//  with transparency on areas that are not black.
        
        closeXIcon = new ImageIcon("C:/CloseX.gif");
        
        //  Create a Dimension that can be used to size the close
        //  buttons.
        
        closeButtonSize = new Dimension(
                closeXIcon.getIconWidth()+2,
                closeXIcon.getIconHeight()+2);
        
        //  Add the tabbed pane to the center of the graphic and the 
        //  "Add Tab" button to the south. Then pack it, size it,
        //  and show it.
        
        frame.add(tabbedPane, BorderLayout.CENTER);
        frame.add(addTabButton, BorderLayout.SOUTH);
        
        frame.setDefaultCloseOperation(JFrame.EXIT_ON_CLOSE);
        
        frame.pack();
        frame.setMinimumSize(new Dimension(300, 300));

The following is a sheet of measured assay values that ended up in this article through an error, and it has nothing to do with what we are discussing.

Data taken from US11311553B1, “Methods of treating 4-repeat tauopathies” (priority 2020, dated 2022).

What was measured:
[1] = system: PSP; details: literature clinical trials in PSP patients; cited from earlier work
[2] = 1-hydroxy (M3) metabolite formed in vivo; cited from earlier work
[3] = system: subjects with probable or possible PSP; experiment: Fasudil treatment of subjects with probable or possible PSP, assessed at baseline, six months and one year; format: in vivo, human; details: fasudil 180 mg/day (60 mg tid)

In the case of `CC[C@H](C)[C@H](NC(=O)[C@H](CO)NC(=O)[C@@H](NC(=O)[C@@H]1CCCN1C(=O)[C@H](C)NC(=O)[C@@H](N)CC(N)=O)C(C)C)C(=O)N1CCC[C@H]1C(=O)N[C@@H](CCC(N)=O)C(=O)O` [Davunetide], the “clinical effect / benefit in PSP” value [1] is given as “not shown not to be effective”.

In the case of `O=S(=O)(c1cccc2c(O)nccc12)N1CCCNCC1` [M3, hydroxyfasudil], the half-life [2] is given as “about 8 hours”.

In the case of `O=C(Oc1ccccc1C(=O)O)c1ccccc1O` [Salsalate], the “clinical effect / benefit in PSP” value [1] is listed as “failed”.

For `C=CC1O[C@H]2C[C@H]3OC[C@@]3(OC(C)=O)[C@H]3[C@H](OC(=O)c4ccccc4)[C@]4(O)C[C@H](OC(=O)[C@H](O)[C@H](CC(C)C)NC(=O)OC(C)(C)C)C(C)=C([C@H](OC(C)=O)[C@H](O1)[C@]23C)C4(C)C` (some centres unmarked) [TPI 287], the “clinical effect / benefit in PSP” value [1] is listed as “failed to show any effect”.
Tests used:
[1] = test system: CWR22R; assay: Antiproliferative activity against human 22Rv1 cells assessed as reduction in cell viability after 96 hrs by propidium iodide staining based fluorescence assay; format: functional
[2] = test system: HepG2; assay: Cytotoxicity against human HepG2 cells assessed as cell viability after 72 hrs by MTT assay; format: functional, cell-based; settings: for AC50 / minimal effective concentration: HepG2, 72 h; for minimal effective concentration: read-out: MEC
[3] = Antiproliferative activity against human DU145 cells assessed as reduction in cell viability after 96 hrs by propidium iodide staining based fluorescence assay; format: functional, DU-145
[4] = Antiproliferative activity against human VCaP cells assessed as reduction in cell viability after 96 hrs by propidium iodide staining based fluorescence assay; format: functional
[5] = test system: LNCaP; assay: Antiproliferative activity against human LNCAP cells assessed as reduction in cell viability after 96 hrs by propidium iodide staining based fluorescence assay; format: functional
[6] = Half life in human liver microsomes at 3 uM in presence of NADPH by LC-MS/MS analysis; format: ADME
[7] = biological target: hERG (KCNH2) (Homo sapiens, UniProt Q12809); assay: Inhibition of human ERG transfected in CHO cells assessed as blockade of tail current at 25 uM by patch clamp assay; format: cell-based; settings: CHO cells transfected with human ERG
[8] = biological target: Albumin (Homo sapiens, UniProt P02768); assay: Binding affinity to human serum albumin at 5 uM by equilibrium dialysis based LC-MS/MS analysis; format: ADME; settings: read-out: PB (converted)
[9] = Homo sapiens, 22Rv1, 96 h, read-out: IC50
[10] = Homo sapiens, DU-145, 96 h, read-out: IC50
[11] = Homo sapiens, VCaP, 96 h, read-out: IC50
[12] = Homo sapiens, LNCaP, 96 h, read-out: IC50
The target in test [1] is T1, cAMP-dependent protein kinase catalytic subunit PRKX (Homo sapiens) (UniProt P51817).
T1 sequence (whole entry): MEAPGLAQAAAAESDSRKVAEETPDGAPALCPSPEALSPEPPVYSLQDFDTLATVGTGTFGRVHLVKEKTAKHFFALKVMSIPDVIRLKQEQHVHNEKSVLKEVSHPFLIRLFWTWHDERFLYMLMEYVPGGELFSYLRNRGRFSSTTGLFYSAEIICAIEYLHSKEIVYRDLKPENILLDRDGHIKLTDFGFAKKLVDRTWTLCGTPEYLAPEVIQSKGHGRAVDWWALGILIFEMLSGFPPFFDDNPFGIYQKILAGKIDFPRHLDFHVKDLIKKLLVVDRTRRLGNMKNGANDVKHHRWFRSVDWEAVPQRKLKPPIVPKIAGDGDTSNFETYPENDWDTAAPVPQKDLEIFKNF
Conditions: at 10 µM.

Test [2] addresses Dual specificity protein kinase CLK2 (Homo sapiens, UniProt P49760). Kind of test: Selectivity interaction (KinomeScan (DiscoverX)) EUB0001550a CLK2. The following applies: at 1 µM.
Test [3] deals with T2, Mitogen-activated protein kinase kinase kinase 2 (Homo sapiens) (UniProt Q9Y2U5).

frame.setVisible(true);
        
    }
    
    public void actionPerformed(ActionEvent e) {
        
        final JPanel content = new JPanel();
        
        //  Create a panel that represents the tab and ensure that it
        //  is transparent.
        
        JPanel tab = new JPanel();
        tab.setOpaque(false);
        
        //  Create a label and a Close button for the tab. Be sure to
        //  set its preferred size to nearly the size of the icon, and
        //  create an action listener that will locate the tab and 
        //  remote it from the tabbed pane.
        
        JLabel tabLabel = new JLabel("Tab " + (++tabCounter));
        
        JButton tabCloseButton = new JButton(closeXIcon);
        tabCloseButton.setPreferredSize(closeButtonSize);
        tabCloseButton.addActionListener(new ActionListener() {
            
            public void actionPerformed(ActionEvent e) {
                int closeTabNumber = 
                    tabbedPane.indexOfComponent(content);
                tabbedPane.removeTabAt(closeTabNumber);
            }
            
        });
        
        tab.add(tabLabel, BorderLayout.WEST);